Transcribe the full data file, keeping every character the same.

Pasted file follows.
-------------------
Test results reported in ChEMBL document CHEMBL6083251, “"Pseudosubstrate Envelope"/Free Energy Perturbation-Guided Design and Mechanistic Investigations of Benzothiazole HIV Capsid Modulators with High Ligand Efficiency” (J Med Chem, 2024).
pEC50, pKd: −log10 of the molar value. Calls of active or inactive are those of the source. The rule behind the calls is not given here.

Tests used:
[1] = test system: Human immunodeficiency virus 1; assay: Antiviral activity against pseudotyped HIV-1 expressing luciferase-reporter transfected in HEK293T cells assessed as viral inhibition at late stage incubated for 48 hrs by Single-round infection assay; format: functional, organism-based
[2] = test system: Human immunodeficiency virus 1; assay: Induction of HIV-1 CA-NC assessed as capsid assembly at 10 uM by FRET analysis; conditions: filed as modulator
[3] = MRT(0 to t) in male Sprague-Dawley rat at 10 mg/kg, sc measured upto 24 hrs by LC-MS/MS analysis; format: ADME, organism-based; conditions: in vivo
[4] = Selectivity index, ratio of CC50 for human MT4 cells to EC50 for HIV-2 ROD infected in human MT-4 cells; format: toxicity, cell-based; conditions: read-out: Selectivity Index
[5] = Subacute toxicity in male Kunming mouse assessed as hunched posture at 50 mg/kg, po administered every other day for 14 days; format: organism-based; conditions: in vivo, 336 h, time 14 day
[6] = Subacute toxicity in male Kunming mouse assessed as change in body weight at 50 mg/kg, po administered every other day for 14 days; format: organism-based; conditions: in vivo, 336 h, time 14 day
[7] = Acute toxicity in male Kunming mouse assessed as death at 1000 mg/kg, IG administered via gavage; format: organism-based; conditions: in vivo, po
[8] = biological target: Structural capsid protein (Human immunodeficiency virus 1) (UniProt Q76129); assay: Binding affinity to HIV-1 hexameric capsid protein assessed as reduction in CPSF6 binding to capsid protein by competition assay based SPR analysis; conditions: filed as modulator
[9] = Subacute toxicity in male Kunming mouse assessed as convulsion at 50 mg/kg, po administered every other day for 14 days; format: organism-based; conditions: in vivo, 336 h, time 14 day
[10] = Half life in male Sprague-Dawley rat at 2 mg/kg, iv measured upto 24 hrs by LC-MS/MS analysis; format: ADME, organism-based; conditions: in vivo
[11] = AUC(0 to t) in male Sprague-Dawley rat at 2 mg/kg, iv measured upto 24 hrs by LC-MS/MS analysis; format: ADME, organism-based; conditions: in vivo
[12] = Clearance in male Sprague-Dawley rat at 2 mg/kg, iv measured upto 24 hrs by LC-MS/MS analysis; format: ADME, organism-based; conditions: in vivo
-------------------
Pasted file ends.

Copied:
Test results reported in ChEMBL document CHEMBL6083251, “"Pseudosubstrate Envelope"/Free Energy Perturbation-Guided Design and Mechanistic Investigations of Benzothiazole HIV Capsid Modulators with High Ligand Efficiency” (J Med Chem, 2024).
pEC50, pKd: −log10 of the molar value. Calls of active or inactive are those of the source. The rule behind the calls is not given here.

Tests used:
[1] = test system: Human immunodeficiency virus 1; assay: Antiviral activity against pseudotyped HIV-1 expressing luciferase-reporter transfected in HEK293T cells assessed as viral inhibition at late stage incubated for 48 hrs by Single-round infection assay; format: functional, organism-based
[2] = test system: Human immunodeficiency virus 1; assay: Induction of HIV-1 CA-NC assessed as capsid assembly at 10 uM by FRET analysis; conditions: filed as modulator
[3] = MRT(0 to t) in male Sprague-Dawley rat at 10 mg/kg, sc measured upto 24 hrs by LC-MS/MS analysis; format: ADME, organism-based; conditions: in vivo
[4] = Selectivity index, ratio of CC50 for human MT4 cells to EC50 for HIV-2 ROD infected in human MT-4 cells; format: toxicity, cell-based; conditions: read-out: Selectivity Index
[5] = Subacute toxicity in male Kunming mouse assessed as hunched posture at 50 mg/kg, po administered every other day for 14 days; format: organism-based; conditions: in vivo, 336 h, time 14 day
[6] = Subacute toxicity in male Kunming mouse assessed as change in body weight at 50 mg/kg, po administered every other day for 14 days; format: organism-based; conditions: in vivo, 336 h, time 14 day
[7] = Acute toxicity in male Kunming mouse assessed as death at 1000 mg/kg, IG administered via gavage; format: organism-based; conditions: in vivo, po
[8] = biological target: Structural capsid protein (Human immunodeficiency virus 1) (UniProt Q76129); assay: Binding affinity to HIV-1 hexameric capsid protein assessed as reduction in CPSF6 binding to capsid protein by competition assay based SPR analysis; conditions: filed as modulator
[9] = Subacute toxicity in male Kunming mouse assessed as convulsion at 50 mg/kg, po administered every other day for 14 days; format: organism-based; conditions: in vivo, 336 h, time 14 day
[10] = Half life in male Sprague-Dawley rat at 2 mg/kg, iv measured upto 24 hrs by LC-MS/MS analysis; format: ADME, organism-based; conditions: in vivo
[11] = AUC(0 to t) in male Sprague-Dawley rat at 2 mg/kg, iv measured upto 24 hrs by LC-MS/MS analysis; format: ADME, organism-based; conditions: in vivo
[12] = Clearance in male Sprague-Dawley rat at 2 mg/kg, iv measured upto 24 hrs by LC-MS/MS analysis; format: ADME, organism-based; conditions: in vivo